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- Published: Paris
- Published date: 1753
- Issue date: 1753
- Type: map
- Technique: Copper engraving / hand colored.
- Category: Atlantic coast with La Rochelle
- Size: 48 x 58.7 cm (19 x 23 inches).
- Stock number: 34585
- Condition: A very good copy. On the full sheet as published, printed and published 1753.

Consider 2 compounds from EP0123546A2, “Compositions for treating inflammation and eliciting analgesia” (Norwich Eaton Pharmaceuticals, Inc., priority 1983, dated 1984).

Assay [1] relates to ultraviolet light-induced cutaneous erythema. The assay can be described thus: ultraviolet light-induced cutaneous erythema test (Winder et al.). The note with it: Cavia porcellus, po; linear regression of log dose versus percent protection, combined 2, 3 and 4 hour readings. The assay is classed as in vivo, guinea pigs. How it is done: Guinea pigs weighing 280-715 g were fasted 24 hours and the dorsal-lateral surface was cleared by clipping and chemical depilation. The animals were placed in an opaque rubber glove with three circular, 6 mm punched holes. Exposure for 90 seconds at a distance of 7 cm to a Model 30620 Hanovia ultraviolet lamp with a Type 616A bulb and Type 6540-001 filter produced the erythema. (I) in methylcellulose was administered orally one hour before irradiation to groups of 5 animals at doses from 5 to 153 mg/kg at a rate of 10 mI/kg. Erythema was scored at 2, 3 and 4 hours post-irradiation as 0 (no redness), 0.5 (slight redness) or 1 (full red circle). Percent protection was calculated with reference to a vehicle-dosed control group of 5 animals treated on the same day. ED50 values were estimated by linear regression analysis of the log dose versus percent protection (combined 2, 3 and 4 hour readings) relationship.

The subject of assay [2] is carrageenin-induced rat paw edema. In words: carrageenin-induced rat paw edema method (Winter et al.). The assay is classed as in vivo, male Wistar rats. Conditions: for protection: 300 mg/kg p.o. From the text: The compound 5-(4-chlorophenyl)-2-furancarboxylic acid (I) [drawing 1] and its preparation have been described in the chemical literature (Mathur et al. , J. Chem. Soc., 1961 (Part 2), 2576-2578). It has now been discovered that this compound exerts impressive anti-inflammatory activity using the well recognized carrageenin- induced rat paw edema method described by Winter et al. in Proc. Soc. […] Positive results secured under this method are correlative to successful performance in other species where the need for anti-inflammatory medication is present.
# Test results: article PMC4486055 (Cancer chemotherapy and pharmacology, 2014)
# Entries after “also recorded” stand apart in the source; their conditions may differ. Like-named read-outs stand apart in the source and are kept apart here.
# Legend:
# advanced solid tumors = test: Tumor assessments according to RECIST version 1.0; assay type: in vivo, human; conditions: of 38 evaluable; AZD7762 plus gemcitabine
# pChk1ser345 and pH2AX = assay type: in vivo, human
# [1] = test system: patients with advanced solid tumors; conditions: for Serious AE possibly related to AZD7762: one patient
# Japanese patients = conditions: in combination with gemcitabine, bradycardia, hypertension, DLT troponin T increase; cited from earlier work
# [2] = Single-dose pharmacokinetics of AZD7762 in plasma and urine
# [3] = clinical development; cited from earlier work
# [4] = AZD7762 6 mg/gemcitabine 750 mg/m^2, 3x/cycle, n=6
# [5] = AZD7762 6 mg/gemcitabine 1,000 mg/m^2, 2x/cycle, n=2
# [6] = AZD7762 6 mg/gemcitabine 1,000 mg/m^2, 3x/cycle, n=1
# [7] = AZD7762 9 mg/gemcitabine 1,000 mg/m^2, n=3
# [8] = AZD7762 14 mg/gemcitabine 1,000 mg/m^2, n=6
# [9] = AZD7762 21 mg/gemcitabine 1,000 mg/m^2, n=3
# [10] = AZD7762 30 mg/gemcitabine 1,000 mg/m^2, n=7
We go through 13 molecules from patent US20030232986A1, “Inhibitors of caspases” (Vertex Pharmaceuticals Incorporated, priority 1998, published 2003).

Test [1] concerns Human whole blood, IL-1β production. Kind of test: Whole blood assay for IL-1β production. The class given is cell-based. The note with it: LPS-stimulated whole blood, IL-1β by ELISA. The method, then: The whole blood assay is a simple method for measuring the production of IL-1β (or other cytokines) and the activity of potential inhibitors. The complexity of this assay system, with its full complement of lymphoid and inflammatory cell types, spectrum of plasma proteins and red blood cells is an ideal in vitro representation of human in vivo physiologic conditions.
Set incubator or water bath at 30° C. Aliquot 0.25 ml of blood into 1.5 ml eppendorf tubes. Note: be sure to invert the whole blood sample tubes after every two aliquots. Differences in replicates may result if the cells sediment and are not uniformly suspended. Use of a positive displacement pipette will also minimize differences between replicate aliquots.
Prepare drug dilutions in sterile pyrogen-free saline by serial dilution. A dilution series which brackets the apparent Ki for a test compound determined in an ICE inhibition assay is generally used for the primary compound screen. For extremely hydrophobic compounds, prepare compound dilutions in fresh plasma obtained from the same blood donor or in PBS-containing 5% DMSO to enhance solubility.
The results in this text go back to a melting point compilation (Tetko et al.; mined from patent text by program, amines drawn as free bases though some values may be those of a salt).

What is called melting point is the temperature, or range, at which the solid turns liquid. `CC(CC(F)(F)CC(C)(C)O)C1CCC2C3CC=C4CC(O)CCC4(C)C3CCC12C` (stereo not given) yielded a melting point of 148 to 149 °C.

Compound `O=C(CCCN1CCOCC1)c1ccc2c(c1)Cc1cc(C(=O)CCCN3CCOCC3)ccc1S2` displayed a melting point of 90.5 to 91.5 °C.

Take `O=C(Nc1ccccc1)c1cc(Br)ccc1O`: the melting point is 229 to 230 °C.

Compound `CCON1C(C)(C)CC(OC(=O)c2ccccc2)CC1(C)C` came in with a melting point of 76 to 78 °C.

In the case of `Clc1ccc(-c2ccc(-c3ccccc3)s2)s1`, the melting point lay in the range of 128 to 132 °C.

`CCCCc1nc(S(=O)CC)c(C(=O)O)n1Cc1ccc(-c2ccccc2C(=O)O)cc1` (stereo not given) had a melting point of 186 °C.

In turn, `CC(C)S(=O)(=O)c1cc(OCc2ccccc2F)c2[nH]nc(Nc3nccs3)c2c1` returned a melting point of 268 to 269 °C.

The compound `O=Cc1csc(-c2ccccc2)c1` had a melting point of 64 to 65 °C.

Article descriptionOriginal antique copper engraving, handcolored in outline, when published. Detailled map by the French cartographer Sr. Robert de Vaugondy. The map pretty much to date on the newest cartographic sources for this period around 1752-55. This is a beautiful 1753 map of the Limousin, Marche and Auvergne regions of France by Robert de Vaugondy. It shows from La Chatre in the south to Domme and from Perigueux in the east to Le Puy, covering all or part of the departments Haute Vienne, Indre, Creuse, Puy de Dome, Cantal, Correze, Dordogne and Lot. The map depicts the entire region in exceptional detail, providing both topographic and political information, with forests and mountains beautifully rendered in profile. The Creuse Regilon is known for its crazy cider e made from Limousin apples and its internationally renowned Limousin beef. Gilles Robert de Vaugondy (1688–1766), also known as Le Sieur or Monsieur Robert, and his son, Didier Robert de Vaugondy (c.1723–1786), were leading cartographers in France during the 18th century. In 1757, Gilles and Didier Robert De Vaugondy published The Atlas Universel, one of the most important atlases of the 18th century. To produce the atlas, the Vaugondys integrated older sources with more modern surveyed maps. They verified and corrected the latitude and longitude of many regional maps in the atlas with astronomical observations. The older material was revised with the addition of many new place names. In 1760, Didier Robert de Vaugondy was appointed geographer to Louis XV. Gilles and Didier Robert De Vaugondy produced their maps and terrestrial globes working together as father and son. Globes of a variety of sizes were made by gluing copperplate-printed gores on a plaster-finished papier-mache core, a complicated and expensive manufacturing process, employing several specialists. In some cases it is uncertain whether Gilles or Didier made a given map. Gilles often signed maps as "M.Robert", while Didier commonly signed his maps as "Robert de Vaugondy", or added "fils" or "filio" after his name. The Robert de Vaugondys were descended from the Nicolas Sanson family through Sanson's grandson, Pierre Moulard-Sanson. From him, they inherited much of Sanson's cartographic material, which they combined with maps and plates acquired after Hubert Jaillot's death in 1712 to form the basis the Atlas Universel. Sources from the Dépôt de la Marine, the official French repository for maritime-related information, were used for their maps of Canada and South America. Like Ortelius and Mercator, the Vaugondy's credited their sources, which has greatly benefited the study of the history of cartography during that period. (Wikipedia)
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